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Dungarubba
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These pages contains transcripts of newspapers, a postal directory and a register that have been typed up from the original. 
I have no further information than what is on these pages.  You may find microfische of the originals at your local or state
library

STATUS QUO MCMLIX

This publication presents the schools of the Ballina Inspectorate at this time - Education Week, 1959 - and their origins.

DUNGARUBBA PUBLIC SCHOOL

Dungarubba Public School is situated on the flood plain of the Mid-Richmond River, four miles from Broadwater on the Lismore-Broadwater road. Behind the school is Dungarubba Creek, from which the school derived its name. In the early days the creek was inhabited by many blue cranes, the aborigines collected their eggs from along the creek, and so they referred to the creek as "dungarubba" or 'blue crane". Early settlers used the aboriginal word and so the school was named.

Mr. John Carmichael, of Woodburn, built the first school just behind the present school site and it was opened in 1886 as a Provisional school. Timber for the building was transported down the river from Coraki by boat and along the creek to a point on the bank near the site. It was a single room, weatherboard building with a fireplace, long desks and narrow stools constituted the furnishings.

The first teacher was Mr. McGregor, who taught for a short time. During the first years of the school enrolments were low and Miss Lyn Hoare and Mr. John O'Farrell, although past school age, and Mr. W. Morgan, who was not really old enough to commence school, attended several days each week to maintain the necessary enrolments.

Miss Julia McLean, who came from Sydney, was the second teacher and records indicate that she was teaching at the school until 1892, when in that year Dr. A. Forbes visited the school on behalf of the Wardell School Board, and Miss McLean complained of a large black snake located in the fireplace. A comment stated that steps were taken to have it removed.

Some of the early visitors to the school before 1900 included Mr. John R. Barnes, Rev. F. R. Newton, Rev. N. Lacsby Cecil, Mr. E. Dean, Mr. Peter Board and Mr. W. Cornish, inspectors of schools, Mr. P. A. Hoare and Mr. C. R. Bagot, all of whom were well known in the area. There have been twenty-five permanent teachers at the school. Following Mr. McGregor and Miss McLean came Miss May Campbell, Mr. Ernest Duncan, Mr. Davis, Mr. M. McNamara, Mr. F. Capp, Mr. Bailey, Mr. T. Moore, Mr. O'Neill, Mr. McRae, Miss Wade, first teacher in the new school, Mr. Swan, Mr. Wilson, Mr. R. V. McMullen, Mr. R. Pryor, Mr. S. Levick, Mr. J. Ferguson, Mr. Sketchley, Mr. Lang, Mr. R. Davies, Mr. A. Morris, Mr. H. Spillane, Mr. H. S. Delves and the present teacher is B.Willis.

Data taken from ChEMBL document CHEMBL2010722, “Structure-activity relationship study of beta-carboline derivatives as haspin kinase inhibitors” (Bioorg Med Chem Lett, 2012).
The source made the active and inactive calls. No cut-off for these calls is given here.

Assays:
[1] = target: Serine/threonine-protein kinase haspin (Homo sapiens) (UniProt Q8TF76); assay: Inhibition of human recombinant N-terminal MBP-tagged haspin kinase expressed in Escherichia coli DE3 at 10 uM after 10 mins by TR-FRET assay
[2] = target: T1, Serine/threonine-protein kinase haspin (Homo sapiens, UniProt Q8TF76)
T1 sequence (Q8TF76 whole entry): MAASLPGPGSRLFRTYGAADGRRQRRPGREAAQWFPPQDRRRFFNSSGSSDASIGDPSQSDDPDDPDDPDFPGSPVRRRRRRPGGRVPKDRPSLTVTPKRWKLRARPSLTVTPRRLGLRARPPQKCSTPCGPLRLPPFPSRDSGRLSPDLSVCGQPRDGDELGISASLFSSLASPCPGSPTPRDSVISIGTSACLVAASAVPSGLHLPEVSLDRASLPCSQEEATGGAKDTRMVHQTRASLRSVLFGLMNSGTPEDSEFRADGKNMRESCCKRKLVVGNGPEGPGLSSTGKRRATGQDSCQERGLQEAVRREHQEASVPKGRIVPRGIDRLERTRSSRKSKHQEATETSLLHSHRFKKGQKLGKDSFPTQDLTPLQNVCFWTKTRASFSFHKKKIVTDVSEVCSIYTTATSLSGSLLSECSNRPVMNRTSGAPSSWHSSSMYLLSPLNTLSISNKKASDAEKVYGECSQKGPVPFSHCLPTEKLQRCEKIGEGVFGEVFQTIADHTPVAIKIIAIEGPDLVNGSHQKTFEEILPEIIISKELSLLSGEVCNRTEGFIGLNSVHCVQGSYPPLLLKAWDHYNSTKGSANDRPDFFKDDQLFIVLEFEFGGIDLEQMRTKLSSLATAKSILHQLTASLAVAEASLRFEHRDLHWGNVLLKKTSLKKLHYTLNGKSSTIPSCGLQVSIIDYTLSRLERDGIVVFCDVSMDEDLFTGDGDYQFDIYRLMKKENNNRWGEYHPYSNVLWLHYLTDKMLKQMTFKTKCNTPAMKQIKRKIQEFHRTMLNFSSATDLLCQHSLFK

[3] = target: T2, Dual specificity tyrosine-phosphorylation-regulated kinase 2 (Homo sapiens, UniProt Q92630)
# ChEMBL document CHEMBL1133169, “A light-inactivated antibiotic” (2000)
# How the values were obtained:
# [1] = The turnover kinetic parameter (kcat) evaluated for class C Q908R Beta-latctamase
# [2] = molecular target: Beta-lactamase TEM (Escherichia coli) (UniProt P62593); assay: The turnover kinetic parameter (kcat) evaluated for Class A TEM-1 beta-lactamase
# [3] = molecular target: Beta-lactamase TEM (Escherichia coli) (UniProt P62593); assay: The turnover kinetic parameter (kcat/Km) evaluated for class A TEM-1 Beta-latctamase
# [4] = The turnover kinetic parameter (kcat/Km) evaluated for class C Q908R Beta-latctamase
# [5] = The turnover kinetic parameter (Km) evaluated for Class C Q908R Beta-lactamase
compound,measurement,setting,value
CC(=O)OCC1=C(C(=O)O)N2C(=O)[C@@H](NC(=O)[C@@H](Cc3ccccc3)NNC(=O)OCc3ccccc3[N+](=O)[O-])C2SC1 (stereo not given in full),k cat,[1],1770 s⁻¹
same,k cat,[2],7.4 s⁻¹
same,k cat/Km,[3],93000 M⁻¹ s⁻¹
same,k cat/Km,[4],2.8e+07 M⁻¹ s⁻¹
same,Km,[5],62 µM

NEW SCHOOL BUILT

In 1920 the present school was built in front of the original one and was subsequently raised a foot after the 1948 flood. A weather shed was erected by voluntary labour in 1945 under the guidance of Mr. R. Delves, the teacher-in-charge at the time.

The school was severely hit by the record flood of February, 1954, when seven feet of water covered the front lawn and water entered the school to a depth of three feet. Much valuable equipment and a number of school records were destroyed. The old long desks and stools were then replaced by tables and chairs and this year an Infants' shelving unit was added to the modern furnishings.

Located between two churches and a short distance from the public hall, the school has a neatly kept lawn, a garden containing flowering shrubs, a variety of annuals and a number of fine shade trees in the playground, some 50 years old, all adding to the attractive setting of the school.

School enrolment has fluctuated over the years, ranging from 47 in 1931 to nine in August, 1957, when it appeared that the school might close. However, since then the numbers have been steadily increasing and now the enrolment is 20, the highest for some years.

Formation of the Parents and Citizens' Association took place in 1932. However, it only functioned intermittently for a number of years. Today the association is actively interested and is providing for the needs of the children. In the past two years over 200 volumes have been added to the library. At present the members are engaged in the construction of two portable tables and seats for use by the children. Executive officers for the year are: President, Mr. W. Wunsch; Secretary, Miss E. Sneesby; Treasurer, Mr. C. Nelson.

Annual events in the school year include a school picnic held on Commonwealth Day, at which Mrs. A. R. Giggins, Cr. and Mrs. A. McAulay and Cr. A. Hull have been guests for a number of years. The school competes at the P.S.A.AA. carnival at Coraki, and last year was successful in winning the Average Point Score Cup. At the conclusion of the year the annual concert-Christmas tree is held in the local hall,

A recorder band, which gave its first performance on Commonwealth Day, was established this year and promises to be an important asset to the school and the community. Folk dancing has proved popular with the children and many dances and singing games are enjoyed, including the evergreen maypole.

These pages contains transcripts of newspapers, a postal directory and a register that have been typed up from the original. 
I have no further information than what is on these pages.  You may find microfische of the originals at your local or state library

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